The general feeling throughout the organization — Greinke certainly believed it — was that he would return to the majors once his 21-day rehab assignment expired.
He wasn’t ready, and he knew it. He drove to Kansas City in order to say that face-to-face to Moore, who ended speculation of an immediate recall by optioning him to Wichita.
“It was a relief,” Greinke said. “Before that, I had to talk about it every day to my agent. I was talking to Dayton and other front-office people every day. I was just talking so much business to everyone, and people wanted me to talk about whether I had problems.
“But as soon as that was over and they sent me down (officially), I was done talking about it. Now, I’m just playing baseball. Now, I’m just going to the field. It was better after that.”
Greinke went 4-1 while allowing just 13 earned runs in 48 innings over his last seven starts. That helped Wichita reach the Texas League playoffs, and that success proved a tonic in itself.
He found it hard to believe that he enjoyed baseball so much. He kept wondering if the joy would dissipate. It didn’t.
“Usually with me,” he said, “a month or even two months before the season is over, I’d be counting days. More than counting days. I’d be begging for it to be over. As soon as the last game was over, I’d be showered and gone.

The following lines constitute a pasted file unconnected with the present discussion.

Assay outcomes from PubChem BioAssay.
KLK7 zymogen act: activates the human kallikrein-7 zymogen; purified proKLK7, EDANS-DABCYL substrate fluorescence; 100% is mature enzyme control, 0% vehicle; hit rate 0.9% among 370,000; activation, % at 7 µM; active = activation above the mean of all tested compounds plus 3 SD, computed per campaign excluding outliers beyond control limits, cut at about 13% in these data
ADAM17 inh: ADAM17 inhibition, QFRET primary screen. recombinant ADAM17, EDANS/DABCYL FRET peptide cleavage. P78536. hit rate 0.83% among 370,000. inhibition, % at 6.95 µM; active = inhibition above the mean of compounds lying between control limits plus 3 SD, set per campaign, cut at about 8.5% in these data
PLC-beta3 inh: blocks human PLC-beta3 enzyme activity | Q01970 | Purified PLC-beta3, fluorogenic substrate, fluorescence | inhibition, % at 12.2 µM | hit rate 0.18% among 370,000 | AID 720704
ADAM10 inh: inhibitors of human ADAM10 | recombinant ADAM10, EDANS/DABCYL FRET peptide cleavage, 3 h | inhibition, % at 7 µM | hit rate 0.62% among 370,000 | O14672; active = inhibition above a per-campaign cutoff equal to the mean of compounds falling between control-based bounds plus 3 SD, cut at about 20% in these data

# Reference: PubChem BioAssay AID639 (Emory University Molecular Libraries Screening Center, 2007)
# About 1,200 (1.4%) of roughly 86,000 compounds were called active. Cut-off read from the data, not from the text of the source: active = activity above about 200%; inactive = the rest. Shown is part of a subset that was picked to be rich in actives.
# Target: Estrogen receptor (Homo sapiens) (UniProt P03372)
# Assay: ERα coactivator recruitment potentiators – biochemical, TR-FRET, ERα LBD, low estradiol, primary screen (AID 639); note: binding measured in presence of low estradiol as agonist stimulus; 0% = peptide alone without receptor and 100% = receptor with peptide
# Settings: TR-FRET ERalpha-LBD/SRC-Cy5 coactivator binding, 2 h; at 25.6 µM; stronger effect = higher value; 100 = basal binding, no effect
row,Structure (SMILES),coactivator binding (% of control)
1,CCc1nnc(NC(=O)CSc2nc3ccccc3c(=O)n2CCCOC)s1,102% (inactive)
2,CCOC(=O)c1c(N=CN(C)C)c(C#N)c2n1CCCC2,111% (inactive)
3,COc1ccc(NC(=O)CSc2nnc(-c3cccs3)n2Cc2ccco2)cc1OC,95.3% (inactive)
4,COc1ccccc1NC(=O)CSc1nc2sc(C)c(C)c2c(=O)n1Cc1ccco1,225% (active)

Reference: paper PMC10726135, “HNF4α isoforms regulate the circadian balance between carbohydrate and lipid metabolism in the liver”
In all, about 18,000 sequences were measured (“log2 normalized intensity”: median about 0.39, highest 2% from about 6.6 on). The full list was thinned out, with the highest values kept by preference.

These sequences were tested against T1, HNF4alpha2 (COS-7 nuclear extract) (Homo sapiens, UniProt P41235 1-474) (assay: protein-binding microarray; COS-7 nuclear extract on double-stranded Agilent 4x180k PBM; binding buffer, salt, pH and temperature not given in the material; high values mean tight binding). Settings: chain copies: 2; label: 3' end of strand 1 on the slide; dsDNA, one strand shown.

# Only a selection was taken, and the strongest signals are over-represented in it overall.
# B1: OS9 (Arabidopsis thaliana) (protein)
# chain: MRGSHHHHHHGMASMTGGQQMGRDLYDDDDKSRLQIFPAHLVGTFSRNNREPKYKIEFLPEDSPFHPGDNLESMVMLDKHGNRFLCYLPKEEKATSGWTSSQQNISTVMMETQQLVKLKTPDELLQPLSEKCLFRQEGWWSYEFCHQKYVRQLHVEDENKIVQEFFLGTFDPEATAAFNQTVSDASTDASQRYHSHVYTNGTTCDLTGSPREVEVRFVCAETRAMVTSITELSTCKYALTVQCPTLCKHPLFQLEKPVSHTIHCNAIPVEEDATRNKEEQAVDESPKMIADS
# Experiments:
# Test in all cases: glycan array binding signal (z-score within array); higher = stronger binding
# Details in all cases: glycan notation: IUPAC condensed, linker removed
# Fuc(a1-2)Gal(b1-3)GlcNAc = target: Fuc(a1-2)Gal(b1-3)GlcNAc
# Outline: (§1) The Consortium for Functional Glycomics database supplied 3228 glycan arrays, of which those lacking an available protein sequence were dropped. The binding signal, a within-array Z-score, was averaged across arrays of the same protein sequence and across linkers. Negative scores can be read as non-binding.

“Last year, it was like I’d like to stay a little longer.”
There are no guarantees this spring for Greinke — only opportunity.
“Here’s the way I feel,” Bell said, “and I think it’s going to be good for Zack. He just becomes part of the pool. He’s not the golden child anymore or anything like that. He’s just here like everybody else. He’s not getting any special attention.”
Greinke agrees, “That’s how it should be, and people just shouldn’t be given a million chances. I had that one whole year when I did absolute crap, and I shouldn’t have been here.
“Now, I’m 23, which isn’t old. But if I can’t pitch in the big leagues at 23, then I shouldn’t pitch in the big leagues at 23. If I’m not one of the best 11 pitchers here, then that’s a problem with me.”
The sense in camp is Greinke faces an uphill battle with new acquisition Brian Bannister for the final slot in the rotation behind Gil Meche, Odalis Perez, Luke Hudson and Jorge De La Rosa.
Club officials no longer view Greinke as an untouchable trade commodity but privately say he wouldn’t bring much, at this point, in return. Since he still has options remaining, he can be sent to the minors if he fails to make the club.
There is no need, this spring, to force the issue or walk away from the potential of what he could yet become.
“Zack is a big part of our future, really,” Moore said. “In the economics of today’s game, a young starting pitcher is the most important commodity out there. Expectations are high for him. No doubt about it. But he’s got to go out and do it.”
Everyone else is watching, too. Greinke seems at ease with that even as he finds a growing comfort zone with everything else about life in baseball.
“I used to be so into not talking to people,” he said. “I wouldn’t talk to people because I would think that they don’t want to talk to me. I mean, I didn’t want them to talk to me, so why would they want me to talk to them?
“Now, I can see that people actually do want to talk to people. I’m sure the medication has something to do with it. Right now, it’s early, but it’s good. I just know I enjoy it.”